Ahmad explained that Al Jazeera has sought to engage with new voices in the region - even before the Arab uprisings - through its distributed reporting platform Sharek, and announced plans to launch a more robust and comprehensive version of the contributor-driven website in the coming months.
Ben Mhenni, meanwhile, praised the achievements of Tunisia’s revolution, which “liberated the innovative powers of our country.” But calling out a struggle for the future of the country’s media, she said:
“The only aspect... which I would have liked not to exist, is the wish of many people from the old power and the new power and other interested groups, which are trying to beat back transparency, and they want control… of the media.”
Perhaps the most important outcome of the panel, though, was the recognition of bloggers by Frank La Rue, UN Special Rapporteur on the promotion and protection of the right to freedom of opinion and expression. “I think it is important to recognize all bloggers as citizen journalists, and they should be given the same protection as journalists,” he said.
He identified the two biggest challenges journalists face today: a rising tide of violence, with some 22 people already killed this year, and the increase in legal censorship around the world, through the use of libel and defamation legislation.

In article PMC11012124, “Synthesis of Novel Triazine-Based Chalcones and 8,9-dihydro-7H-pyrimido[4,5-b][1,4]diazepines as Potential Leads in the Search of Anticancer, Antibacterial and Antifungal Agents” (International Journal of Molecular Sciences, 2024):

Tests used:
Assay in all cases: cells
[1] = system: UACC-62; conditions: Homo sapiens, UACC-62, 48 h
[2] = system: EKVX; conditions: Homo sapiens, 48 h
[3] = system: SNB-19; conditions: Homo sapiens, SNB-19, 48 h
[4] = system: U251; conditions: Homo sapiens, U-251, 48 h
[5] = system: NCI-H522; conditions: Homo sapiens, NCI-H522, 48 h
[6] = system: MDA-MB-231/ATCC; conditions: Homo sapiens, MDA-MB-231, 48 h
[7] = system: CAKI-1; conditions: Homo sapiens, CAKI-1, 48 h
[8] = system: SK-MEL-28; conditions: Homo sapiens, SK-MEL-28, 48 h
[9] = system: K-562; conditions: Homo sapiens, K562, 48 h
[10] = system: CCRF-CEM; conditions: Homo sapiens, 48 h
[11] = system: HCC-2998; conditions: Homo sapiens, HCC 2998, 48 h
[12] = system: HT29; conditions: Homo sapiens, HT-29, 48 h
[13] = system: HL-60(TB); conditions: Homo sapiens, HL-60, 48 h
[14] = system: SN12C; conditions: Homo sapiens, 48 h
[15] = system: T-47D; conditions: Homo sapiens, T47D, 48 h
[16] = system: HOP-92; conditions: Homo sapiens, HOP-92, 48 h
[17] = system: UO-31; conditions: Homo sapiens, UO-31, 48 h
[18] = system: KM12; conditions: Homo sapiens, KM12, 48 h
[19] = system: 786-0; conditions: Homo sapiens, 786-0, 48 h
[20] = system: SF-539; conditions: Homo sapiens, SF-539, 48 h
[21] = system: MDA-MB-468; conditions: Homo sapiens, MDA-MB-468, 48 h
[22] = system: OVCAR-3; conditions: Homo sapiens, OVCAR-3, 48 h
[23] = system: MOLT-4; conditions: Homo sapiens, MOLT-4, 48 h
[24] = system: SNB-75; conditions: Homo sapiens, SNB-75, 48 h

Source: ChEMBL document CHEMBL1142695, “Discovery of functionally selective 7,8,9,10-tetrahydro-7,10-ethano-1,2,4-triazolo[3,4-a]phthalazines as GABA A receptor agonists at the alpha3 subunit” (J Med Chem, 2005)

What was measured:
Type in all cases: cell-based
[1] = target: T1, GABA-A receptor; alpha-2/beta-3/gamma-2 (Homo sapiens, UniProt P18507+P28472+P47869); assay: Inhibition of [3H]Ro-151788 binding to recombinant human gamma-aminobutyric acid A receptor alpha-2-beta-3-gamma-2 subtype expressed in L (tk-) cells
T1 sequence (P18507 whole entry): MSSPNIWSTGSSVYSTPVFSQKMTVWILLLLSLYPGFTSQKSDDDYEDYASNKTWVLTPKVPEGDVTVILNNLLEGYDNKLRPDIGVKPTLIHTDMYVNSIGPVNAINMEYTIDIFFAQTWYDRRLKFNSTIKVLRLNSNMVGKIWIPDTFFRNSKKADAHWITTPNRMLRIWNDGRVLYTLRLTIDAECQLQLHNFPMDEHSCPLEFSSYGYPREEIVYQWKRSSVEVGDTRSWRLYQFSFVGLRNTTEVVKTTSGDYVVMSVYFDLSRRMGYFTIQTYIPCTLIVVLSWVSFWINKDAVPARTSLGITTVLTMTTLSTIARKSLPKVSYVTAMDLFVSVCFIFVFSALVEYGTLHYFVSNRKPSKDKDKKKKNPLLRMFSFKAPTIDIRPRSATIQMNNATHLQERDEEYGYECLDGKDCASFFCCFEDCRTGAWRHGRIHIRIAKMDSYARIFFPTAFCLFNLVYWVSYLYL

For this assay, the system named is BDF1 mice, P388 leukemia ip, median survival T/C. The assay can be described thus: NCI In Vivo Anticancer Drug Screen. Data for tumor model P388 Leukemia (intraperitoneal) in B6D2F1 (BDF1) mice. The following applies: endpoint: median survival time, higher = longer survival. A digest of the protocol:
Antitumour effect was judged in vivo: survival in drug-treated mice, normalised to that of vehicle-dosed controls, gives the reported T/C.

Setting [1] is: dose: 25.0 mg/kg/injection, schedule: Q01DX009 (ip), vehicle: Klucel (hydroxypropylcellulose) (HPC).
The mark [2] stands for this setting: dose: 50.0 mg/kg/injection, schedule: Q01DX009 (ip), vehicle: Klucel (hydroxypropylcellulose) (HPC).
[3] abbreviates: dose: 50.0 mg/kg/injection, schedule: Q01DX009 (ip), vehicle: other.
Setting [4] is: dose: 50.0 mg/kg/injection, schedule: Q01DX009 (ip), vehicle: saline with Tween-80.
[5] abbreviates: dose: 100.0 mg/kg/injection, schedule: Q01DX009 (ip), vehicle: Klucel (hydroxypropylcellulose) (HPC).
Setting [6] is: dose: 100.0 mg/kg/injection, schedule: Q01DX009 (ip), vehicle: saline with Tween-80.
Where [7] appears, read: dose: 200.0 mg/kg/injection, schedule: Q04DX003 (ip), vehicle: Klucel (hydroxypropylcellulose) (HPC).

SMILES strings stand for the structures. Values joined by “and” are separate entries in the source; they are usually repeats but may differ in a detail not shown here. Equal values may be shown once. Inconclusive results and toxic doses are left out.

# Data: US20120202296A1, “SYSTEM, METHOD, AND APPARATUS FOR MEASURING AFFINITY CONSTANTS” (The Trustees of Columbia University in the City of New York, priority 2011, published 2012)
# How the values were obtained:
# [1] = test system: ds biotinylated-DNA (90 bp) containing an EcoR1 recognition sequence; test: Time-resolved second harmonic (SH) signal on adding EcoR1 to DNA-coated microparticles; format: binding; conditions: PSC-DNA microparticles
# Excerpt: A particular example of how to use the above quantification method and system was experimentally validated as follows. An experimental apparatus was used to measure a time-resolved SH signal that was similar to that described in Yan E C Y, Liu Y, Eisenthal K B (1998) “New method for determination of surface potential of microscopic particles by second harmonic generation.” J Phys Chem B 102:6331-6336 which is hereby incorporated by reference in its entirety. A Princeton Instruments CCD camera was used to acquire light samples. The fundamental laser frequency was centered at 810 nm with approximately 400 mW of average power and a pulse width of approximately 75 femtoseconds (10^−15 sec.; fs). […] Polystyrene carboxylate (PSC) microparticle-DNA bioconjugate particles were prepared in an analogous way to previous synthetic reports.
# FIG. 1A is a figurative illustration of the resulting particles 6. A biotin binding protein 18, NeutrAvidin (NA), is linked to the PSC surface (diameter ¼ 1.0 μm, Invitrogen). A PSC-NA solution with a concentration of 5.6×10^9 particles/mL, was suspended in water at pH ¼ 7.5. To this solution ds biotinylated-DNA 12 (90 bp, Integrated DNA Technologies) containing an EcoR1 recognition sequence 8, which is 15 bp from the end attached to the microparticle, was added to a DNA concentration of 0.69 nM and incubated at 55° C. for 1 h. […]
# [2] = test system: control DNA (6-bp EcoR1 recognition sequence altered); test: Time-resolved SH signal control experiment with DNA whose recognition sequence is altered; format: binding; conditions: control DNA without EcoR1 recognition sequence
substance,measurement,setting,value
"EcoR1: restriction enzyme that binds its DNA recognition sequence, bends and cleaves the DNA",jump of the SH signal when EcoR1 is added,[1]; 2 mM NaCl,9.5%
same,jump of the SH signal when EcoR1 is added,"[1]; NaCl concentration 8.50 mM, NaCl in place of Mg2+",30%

Later in the day, the Doha Centre for Media Freedom had a chance to share with the conference its work with young voices, as Rania Al Hussaini explained the purpose and process of the centre’s media literacy programme.
The programme that Al Hussaini heads is rolling out in Qatar on a five-year plan, and seeks to teach students at 120+ schools about news and press freedom. “The message that we have for the schools...[is] to show that there is not one truth but many sides of the story, to explain how the news is made and why it is so difficult, to teach skills... and offer students the opportunity to make their own news,” she said.